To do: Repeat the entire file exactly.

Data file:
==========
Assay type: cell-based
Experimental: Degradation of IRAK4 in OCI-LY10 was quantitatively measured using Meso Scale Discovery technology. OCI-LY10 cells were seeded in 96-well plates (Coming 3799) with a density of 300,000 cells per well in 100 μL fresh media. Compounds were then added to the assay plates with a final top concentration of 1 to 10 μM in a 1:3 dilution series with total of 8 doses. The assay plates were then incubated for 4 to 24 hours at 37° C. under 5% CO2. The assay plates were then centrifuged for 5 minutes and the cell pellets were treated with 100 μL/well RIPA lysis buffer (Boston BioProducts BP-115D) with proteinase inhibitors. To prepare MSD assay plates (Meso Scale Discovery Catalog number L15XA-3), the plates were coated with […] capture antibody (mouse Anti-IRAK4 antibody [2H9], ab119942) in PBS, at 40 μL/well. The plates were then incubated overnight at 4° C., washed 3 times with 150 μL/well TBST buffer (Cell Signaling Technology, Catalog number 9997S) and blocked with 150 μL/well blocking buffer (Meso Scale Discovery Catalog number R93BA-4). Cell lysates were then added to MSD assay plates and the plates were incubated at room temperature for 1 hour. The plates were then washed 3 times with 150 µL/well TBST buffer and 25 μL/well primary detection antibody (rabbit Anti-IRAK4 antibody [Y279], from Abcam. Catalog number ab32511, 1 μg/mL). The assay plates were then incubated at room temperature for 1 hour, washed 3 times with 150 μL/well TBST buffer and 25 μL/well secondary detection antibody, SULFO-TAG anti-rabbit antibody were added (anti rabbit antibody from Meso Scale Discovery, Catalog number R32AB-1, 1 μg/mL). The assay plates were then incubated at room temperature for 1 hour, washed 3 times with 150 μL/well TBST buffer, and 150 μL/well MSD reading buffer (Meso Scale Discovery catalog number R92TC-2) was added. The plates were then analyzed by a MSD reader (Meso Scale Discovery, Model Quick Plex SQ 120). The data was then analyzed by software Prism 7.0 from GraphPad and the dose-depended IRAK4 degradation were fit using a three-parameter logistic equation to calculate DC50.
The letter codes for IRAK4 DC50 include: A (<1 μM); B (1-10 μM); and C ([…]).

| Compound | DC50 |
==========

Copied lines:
Assay type: cell-based
Experimental: Degradation of IRAK4 in OCI-LY10 was quantitatively measured using Meso Scale Discovery technology. OCI-LY10 cells were seeded in 96-well plates (Coming 3799) with a density of 300,000 cells per well in 100 μL fresh media. Compounds were then added to the assay plates with a final top concentration of 1 to 10 μM in a 1:3 dilution series with total of 8 doses. The assay plates were then incubated for 4 to 24 hours at 37° C. under 5% CO2. The assay plates were then centrifuged for 5 minutes and the cell pellets were treated with 100 μL/well RIPA lysis buffer (Boston BioProducts BP-115D) with proteinase inhibitors. To prepare MSD assay plates (Meso Scale Discovery Catalog number L15XA-3), the plates were coated with […] capture antibody (mouse Anti-IRAK4 antibody [2H9], ab119942) in PBS, at 40 μL/well. The plates were then incubated overnight at 4° C., washed 3 times with 150 μL/well TBST buffer (Cell Signaling Technology, Catalog number 9997S) and blocked with 150 μL/well blocking buffer (Meso Scale Discovery Catalog number R93BA-4). Cell lysates were then added to MSD assay plates and the plates were incubated at room temperature for 1 hour. The plates were then washed 3 times with 150 µL/well TBST buffer and 25 μL/well primary detection antibody (rabbit Anti-IRAK4 antibody [Y279], from Abcam. Catalog number ab32511, 1 μg/mL). The assay plates were then incubated at room temperature for 1 hour, washed 3 times with 150 μL/well TBST buffer and 25 μL/well secondary detection antibody, SULFO-TAG anti-rabbit antibody were added (anti rabbit antibody from Meso Scale Discovery, Catalog number R32AB-1, 1 μg/mL). The assay plates were then incubated at room temperature for 1 hour, washed 3 times with 150 μL/well TBST buffer, and 150 μL/well MSD reading buffer (Meso Scale Discovery catalog number R92TC-2) was added. The plates were then analyzed by a MSD reader (Meso Scale Discovery, Model Quick Plex SQ 120). The data was then analyzed by software Prism 7.0 from GraphPad and the dose-depended IRAK4 degradation were fit using a three-parameter logistic equation to calculate DC50.
The letter codes for IRAK4 DC50 include: A (<1 μM); B (1-10 μM); and C ([…]).

| Compound | DC50 |